Wednesday, October 17, 2012

I'm from Australia and Anonymous

Khadijah: Assalamualaikum wa rahmatulahi wa barakatu sissy! Thank you for taking the time to participate in PROJECT INVITATION! May Allah grant this project a success Ameen! Please tell me a bit about yourself (where you are from, your cultural background, likes and dislikes -doesnt have to be Islam related) 

W’alaykum salam wa rahmatulahi wa barakatu. Thank you for giving me a chance to tell my story and inshaAllah give some insight into why so many young women of various unlikely backgrounds are accepting Islam.

I am a 22 year old Australian woman residing within a small town south of Sydney. I am currently studying Communications part time at university whilst working full time. 

First and foremost I love Islam, as well as reading, writing, travelling, languages, cooking and a million other things. I write a blog named the Camel and the Kangaroo (www.thecamelandthekangaroo.wordpress.com) about the complexities of being married to a Saudi man, specifically dealing with the ‘marriage permission’ process necessitated by the Saudi government. 

Khadijah: What did you know about religion prior to Islam?

My mum is a lapsed Catholic and my dad is a staunch atheist so I was not raised in any religion. The only exposure I ever had to religion growing up was through the Christian scripture lessons we had to take in primary school but they had very little impact on me. Generally, I was raised in an environment ambivalent to religion at best and hostile to it at worst. 

However, once in my teens I took a casual interest in Buddhism and later Judaism, Eastern Orthodox strains of Christianity and of course Islam.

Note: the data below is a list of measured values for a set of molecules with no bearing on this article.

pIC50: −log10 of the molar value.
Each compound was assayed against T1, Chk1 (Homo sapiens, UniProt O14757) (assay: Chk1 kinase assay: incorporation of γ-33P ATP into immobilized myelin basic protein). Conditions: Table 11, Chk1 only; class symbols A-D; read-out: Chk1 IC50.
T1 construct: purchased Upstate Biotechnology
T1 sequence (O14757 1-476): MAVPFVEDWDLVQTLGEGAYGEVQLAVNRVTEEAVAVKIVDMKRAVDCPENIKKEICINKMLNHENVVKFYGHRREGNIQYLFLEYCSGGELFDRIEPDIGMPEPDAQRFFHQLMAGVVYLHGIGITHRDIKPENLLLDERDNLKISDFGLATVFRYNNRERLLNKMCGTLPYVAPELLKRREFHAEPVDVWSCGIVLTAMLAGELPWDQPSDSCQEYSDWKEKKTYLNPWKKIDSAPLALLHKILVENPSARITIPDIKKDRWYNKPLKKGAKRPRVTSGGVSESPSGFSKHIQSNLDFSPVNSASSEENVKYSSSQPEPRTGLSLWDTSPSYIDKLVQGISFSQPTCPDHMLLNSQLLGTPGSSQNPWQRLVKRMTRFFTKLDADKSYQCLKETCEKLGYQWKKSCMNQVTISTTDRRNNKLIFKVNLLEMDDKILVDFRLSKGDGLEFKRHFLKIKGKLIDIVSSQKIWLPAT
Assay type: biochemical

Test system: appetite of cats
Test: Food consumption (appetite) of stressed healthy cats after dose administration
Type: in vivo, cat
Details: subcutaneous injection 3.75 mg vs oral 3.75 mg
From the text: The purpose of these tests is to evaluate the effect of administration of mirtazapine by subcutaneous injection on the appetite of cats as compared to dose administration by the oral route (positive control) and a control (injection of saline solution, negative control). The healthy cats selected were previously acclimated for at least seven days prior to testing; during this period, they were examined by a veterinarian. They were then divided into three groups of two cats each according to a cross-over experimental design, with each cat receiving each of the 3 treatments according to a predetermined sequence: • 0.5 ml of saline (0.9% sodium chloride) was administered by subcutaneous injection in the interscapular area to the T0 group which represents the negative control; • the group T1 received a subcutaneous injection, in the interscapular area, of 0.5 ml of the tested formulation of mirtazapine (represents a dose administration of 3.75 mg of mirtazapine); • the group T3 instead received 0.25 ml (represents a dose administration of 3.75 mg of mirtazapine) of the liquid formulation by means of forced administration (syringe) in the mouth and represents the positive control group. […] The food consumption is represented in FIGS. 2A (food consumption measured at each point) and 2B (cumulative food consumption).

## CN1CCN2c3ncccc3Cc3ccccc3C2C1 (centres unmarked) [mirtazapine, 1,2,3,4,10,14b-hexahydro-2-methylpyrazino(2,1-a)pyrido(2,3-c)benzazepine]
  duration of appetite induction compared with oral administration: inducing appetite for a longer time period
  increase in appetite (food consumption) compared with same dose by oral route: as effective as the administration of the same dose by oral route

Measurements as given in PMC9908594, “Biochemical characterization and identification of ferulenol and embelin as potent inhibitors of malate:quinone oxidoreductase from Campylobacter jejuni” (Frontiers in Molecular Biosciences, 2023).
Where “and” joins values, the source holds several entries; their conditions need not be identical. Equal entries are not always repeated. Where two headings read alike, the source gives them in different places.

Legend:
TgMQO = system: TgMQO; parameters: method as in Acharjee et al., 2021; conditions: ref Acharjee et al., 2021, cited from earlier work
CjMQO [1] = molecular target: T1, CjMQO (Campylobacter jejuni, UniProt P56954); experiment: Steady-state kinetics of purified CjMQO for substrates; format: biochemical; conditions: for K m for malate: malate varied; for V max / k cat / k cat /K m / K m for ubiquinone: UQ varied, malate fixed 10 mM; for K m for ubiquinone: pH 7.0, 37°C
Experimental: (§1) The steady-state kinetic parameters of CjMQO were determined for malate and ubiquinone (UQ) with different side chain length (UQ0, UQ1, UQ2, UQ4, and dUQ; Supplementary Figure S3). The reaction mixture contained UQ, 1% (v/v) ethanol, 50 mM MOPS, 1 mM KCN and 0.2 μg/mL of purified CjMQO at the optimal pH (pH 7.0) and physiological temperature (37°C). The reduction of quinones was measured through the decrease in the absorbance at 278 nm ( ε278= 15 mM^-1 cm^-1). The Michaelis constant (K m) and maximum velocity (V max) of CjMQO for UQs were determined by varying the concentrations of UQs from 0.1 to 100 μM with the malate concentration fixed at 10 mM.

Khadijah: How did you find out about Islam and what were your first impressions on the religion? How did you take your shahadah?

I think my first real introduction to Islam was through events such as 9/11. Before that, I had never even heard of Islam. I remember not long after 9/11, crying the night before flying out for a family holiday because I was convinced Muslims would blow our plane up. Later, as an arts student at university, Islam was at the centre of the discussions taking place in fields such as history and politics and I became interested in what sort of people could commit such atrocities. I found it very difficult to believe that a major world religion could really be as barbaric and hateful as popular opinion seemed to suggest. So, being an avid reader, I decided to do my own research. 

I was an agnostic and a passionate and somewhat radical feminist at the time, very much influenced by my environment so at first some Islamic beliefs were difficult for me to accept. I resisted the existence of God for quite a while as I had always been told that people who believe in God did so out of ignorance or weakness. However, once I examined the beliefs I held, I found that they weren’t truly my own but rather what I had been told to believe by others or what, out of lack of options, I had previously thought was the best solution available for issues such as those pertaining to women’s rights. I didn’t have much knowledge of Islam at that time as I didn’t know any Muslims and I had yet to discover the wealth of literature by Muslim authors, but I knew instinctively that accepting Islam was the right thing to do. In March 2009, I said shahada by myself in my bedroom. I didn’t even know that I had to perform ghusl (full body ritual cleansing). 


Khadijah: Tell me something interesting about yourself that you noticed after you became Muslim.

I struggled with clinical depression throughout my teenage years. I was put on anti-depressant medication and made to see a counsellor but nothing worked. I knew a lot of other people like me. Most of them were also atheists or agnostics who could not find a cure for their depression. So many of them were highly intelligent individuals with a lot of potential but their illness crippled them. Many ended up on suicide watch and/or self-medicating with drugs.